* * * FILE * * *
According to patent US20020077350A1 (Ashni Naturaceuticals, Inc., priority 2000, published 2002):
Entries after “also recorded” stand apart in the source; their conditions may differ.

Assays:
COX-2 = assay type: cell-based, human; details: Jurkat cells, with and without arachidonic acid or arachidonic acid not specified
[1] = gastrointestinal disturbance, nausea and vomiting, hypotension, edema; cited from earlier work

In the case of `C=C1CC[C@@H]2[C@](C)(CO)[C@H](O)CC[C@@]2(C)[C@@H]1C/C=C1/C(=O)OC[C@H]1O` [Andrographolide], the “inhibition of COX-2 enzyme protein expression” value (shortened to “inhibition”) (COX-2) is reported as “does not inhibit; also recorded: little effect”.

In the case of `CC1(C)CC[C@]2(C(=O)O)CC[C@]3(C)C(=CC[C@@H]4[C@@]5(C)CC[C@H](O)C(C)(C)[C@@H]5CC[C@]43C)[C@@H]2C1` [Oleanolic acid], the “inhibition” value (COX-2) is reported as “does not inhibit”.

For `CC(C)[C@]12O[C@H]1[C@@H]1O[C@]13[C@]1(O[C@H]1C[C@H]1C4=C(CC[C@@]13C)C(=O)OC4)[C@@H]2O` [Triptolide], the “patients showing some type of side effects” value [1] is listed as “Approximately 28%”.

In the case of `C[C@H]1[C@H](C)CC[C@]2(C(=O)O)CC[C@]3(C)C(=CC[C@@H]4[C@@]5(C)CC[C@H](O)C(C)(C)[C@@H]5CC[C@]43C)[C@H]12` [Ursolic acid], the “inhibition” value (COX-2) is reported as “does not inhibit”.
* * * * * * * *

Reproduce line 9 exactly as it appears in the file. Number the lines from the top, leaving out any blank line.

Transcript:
In the case of `C[C@H]1[C@H](C)CC[C@]2(C(=O)O)CC[C@]3(C)C(=CC[C@@H]4[C@@]5(C)CC[C@H](O)C(C)(C)[C@@H]5CC[C@]43C)[C@H]12` [Ursolic acid], the “inhibition” value (COX-2) is reported as “does not inhibit”.